The Zappone/Coveney controversy

 

Sir, – Instead of the usual rhetoric of “lessons to be learned”, I would like to know why senior civil servants did not raise a flag on what was clearly canvassing.

Politicians are transient, but a Civil Service that facilitates cronyism is more worrying. – Yours, etc,

BEN McCABE,

Rathmines,

Dublin 6.

Sir, – Unfortunately, the reason the “plain people of Ireland” are not too bothered by the Zappone affair is because the public have become so cynical about politicians that they are not surprised. But what happens if an up-and-coming populist party gets into power and starts putting their own cronies into positions of power? Come on, Fine Gael, you should be setting a better example. – Yours, etc,

BRIAN WALSH,

Portmarnock,

Co Dublin.

Sir, – Regarding the unending media coverage of the supposed Zappone/Coveney controversy and the manufactured outrage in its wake, can I just add that I have never been more grateful for the retention of Lyric FM! – Yours, etc,

SHEELAGH MOONEY,

Ardagh,

Co Longford.

Sir, – The threat by Sinn Féin to bring a motion of no confidence in Simon Coveney at this stage, which has no hope of success but which they hope will cause a split in the Government parties and bring about the fall of the Coalition, is pathetic and nothing short of political posturing at its worse.

With the country in the midst of a pandemic, a crisis in housing, and the effects of Brexit on the nation, they should show political maturity and not get involved in this type of political gameshow. Hopefully the electorate will see through them at the next election. – Yours, etc,

MICHAEL O’CONNELL,

Listowel,

Co Kerry.

Sir, – I’ve been following the Katherine Zappone affair, but as far as I can tell it’s a great uproar about very little.

I’m no fan of her or the Government, but this seems like a chance to spend very little money and get a useful amount of expertise at the UN. Sinn Féin is going to complain about anything the Government does, regardless of what it is. It’s amazing to me that they have been able to dominate the news with this tempest in a teacup for so long. – Yours, etc,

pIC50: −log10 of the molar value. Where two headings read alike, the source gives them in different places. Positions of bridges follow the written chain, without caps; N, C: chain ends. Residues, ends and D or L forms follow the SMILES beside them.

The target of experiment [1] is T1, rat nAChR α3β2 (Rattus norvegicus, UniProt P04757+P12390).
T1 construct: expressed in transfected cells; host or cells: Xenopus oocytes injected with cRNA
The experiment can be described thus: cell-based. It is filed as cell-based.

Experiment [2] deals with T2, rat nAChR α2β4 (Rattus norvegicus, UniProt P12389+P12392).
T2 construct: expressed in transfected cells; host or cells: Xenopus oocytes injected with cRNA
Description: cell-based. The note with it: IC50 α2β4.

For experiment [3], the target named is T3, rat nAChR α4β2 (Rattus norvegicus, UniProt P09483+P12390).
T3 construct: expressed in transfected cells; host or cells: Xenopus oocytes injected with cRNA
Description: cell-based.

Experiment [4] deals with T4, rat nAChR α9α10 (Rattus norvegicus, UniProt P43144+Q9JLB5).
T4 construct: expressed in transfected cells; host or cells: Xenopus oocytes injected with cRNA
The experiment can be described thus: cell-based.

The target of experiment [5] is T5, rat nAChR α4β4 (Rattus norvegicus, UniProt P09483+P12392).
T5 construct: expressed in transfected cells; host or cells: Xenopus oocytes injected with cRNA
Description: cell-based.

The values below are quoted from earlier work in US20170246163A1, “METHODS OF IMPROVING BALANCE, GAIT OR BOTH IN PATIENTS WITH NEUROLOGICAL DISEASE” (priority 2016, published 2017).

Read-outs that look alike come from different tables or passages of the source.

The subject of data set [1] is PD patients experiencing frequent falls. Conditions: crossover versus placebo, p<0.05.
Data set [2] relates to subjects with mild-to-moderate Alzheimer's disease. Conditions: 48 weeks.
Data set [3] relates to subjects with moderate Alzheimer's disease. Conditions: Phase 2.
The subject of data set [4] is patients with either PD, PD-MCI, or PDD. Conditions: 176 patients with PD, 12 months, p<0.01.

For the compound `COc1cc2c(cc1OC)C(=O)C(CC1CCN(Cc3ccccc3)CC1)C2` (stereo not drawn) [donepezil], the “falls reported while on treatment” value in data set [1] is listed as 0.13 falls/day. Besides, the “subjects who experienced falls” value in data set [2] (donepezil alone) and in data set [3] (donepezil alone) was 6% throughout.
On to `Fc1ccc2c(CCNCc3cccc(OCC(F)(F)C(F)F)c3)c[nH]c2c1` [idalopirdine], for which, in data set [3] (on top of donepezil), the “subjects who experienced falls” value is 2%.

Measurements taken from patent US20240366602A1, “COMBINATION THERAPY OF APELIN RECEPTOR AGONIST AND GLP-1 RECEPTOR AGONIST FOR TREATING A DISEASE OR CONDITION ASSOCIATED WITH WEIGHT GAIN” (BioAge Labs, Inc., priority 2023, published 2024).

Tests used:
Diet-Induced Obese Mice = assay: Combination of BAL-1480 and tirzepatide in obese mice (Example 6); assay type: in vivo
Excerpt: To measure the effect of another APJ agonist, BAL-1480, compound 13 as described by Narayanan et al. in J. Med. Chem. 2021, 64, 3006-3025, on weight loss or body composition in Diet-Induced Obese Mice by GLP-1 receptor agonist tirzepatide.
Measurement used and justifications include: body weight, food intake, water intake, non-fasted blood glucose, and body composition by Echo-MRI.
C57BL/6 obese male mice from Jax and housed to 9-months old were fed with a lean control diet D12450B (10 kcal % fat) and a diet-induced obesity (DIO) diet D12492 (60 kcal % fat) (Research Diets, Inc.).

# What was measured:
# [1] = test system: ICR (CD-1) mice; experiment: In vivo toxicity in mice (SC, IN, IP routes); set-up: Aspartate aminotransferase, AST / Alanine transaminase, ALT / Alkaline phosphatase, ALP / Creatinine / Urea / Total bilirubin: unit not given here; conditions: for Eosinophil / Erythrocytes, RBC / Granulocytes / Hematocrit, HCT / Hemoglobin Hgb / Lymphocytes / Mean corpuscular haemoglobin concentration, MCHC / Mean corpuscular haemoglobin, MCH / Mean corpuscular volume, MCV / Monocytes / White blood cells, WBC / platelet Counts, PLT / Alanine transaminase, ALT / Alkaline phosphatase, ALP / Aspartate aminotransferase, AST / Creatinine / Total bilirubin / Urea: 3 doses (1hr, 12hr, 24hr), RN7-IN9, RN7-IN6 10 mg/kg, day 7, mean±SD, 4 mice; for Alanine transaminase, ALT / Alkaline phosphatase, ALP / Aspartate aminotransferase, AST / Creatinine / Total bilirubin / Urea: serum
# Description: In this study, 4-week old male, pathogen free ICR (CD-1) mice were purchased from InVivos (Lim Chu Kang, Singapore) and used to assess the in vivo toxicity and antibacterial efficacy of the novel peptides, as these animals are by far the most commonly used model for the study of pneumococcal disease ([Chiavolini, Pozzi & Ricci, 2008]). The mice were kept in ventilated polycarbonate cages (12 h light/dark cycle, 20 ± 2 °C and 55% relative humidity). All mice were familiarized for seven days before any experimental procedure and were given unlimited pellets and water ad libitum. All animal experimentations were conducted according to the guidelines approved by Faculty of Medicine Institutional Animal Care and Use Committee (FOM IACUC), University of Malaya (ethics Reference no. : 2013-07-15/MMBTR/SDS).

J TIDMORE,

Commeen,

Co Cork.

Sir, – Why is it necessary for our politicians to employ all these additional outsiders at great expense? Surely there are many highly qualified and very competent civil servants well able to fill these roles. – Yours, etc,

PAUL M FLYNN,

Ballybay,

Co Monaghan.

A chara, – If it looks like lobbying, sounds like lobbying and reads like lobbying, then it probably was lobbying. – Is mise,

JOHN GLENNON,

Hollywood,

Co Wicklow.

Sir, – The business of Government seems to have become mired in an agricultural mess of late, with such words bandied about as “troughs”, “snouts”, “piglets”, “sloppiness”, “cock- and -bull”, and even Jim O’Callaghan’s choice of the word “silo” to describe how Fine Gael had conducted Government business with their Coalition partners, the Greens and Fianna Fáil. I wonder is all this a consequence of some of our politicians being cooped up during the pandemic?– Yours, etc,

AIDAN RODDY,

Cabinteely,

Dublin 18.

Sir, – Statements, contradictions, denials and above all apologies – full, abject, unreserved! How many are just made in the hope of getting away with what has happened? The Zappone affair may not be world shattering, but it has revealed the cover-ups and lack of transparency that are taking place in Government.

Is the Taoiseach taking the easy way out by suggesting that the lack of respect shown to him and his office should now be disregarded and forgotten? Surely there must be consequences for such behaviour. – Yours, etc,

MARGARET BUTLER,

Booterstown,

Co Dublin.

Sir, – Public service job advertisements in the newspapers used to carry the simple declaration “Canvassing will disqualify”. Is it time for it to be reintroduced in BLOCK CAPITALS? – Yours, etc,

DAVID LOUGHLIN,

Rathmines,

Dublin 6.